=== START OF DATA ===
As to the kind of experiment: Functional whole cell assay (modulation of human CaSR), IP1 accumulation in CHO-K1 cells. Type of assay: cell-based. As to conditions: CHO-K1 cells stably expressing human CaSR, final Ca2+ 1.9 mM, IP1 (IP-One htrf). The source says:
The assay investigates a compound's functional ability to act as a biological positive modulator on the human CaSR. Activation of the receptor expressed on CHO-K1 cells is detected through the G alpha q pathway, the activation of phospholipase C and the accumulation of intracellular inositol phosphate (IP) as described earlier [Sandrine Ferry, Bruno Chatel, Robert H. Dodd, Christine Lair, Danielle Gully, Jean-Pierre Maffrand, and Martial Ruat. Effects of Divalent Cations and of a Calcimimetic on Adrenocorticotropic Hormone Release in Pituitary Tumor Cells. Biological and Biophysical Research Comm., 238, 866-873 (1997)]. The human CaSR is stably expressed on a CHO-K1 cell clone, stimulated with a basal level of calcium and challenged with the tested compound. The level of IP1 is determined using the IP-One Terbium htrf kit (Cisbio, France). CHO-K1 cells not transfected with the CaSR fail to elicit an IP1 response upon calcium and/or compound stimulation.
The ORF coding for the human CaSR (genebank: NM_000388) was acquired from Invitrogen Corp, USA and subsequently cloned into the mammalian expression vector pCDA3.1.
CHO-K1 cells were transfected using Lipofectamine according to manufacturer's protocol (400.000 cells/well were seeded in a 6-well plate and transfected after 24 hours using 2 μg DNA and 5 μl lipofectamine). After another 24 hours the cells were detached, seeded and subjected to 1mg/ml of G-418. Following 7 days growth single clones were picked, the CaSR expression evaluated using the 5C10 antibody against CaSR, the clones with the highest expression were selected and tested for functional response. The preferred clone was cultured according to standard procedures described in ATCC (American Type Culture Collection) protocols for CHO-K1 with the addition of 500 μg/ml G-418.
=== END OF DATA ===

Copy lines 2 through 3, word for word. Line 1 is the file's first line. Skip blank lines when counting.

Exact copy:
The assay investigates a compound's functional ability to act as a biological positive modulator on the human CaSR. Activation of the receptor expressed on CHO-K1 cells is detected through the G alpha q pathway, the activation of phospholipase C and the accumulation of intracellular inositol phosphate (IP) as described earlier [Sandrine Ferry, Bruno Chatel, Robert H. Dodd, Christine Lair, Danielle Gully, Jean-Pierre Maffrand, and Martial Ruat. Effects of Divalent Cations and of a Calcimimetic on Adrenocorticotropic Hormone Release in Pituitary Tumor Cells. Biological and Biophysical Research Comm., 238, 866-873 (1997)]. The human CaSR is stably expressed on a CHO-K1 cell clone, stimulated with a basal level of calcium and challenged with the tested compound. The level of IP1 is determined using the IP-One Terbium htrf kit (Cisbio, France). CHO-K1 cells not transfected with the CaSR fail to elicit an IP1 response upon calcium and/or compound stimulation.
The ORF coding for the human CaSR (genebank: NM_000388) was acquired from Invitrogen Corp, USA and subsequently cloned into the mammalian expression vector pCDA3.1.